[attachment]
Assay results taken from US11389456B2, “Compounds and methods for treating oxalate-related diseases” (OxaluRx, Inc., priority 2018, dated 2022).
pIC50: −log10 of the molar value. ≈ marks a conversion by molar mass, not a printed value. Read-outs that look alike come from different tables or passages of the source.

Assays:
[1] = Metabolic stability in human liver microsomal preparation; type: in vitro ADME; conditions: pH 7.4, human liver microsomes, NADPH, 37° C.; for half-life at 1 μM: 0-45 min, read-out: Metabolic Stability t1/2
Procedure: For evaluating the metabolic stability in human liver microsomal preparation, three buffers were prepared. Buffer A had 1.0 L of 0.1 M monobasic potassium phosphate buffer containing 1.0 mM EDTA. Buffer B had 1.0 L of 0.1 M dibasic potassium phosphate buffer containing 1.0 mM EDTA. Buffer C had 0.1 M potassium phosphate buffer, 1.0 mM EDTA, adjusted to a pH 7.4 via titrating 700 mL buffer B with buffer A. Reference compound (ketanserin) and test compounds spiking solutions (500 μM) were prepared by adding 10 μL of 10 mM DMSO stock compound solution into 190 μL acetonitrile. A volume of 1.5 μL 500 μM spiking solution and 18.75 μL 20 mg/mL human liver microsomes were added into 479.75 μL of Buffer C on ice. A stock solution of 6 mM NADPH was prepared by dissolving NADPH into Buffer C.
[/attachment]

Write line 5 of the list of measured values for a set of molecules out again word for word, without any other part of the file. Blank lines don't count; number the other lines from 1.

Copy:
Procedure: For evaluating the metabolic stability in human liver microsomal preparation, three buffers were prepared. Buffer A had 1.0 L of 0.1 M monobasic potassium phosphate buffer containing 1.0 mM EDTA. Buffer B had 1.0 L of 0.1 M dibasic potassium phosphate buffer containing 1.0 mM EDTA. Buffer C had 0.1 M potassium phosphate buffer, 1.0 mM EDTA, adjusted to a pH 7.4 via titrating 700 mL buffer B with buffer A. Reference compound (ketanserin) and test compounds spiking solutions (500 μM) were prepared by adding 10 μL of 10 mM DMSO stock compound solution into 190 μL acetonitrile. A volume of 1.5 μL 500 μM spiking solution and 18.75 μL 20 mg/mL human liver microsomes were added into 479.75 μL of Buffer C on ice. A stock solution of 6 mM NADPH was prepared by dissolving NADPH into Buffer C.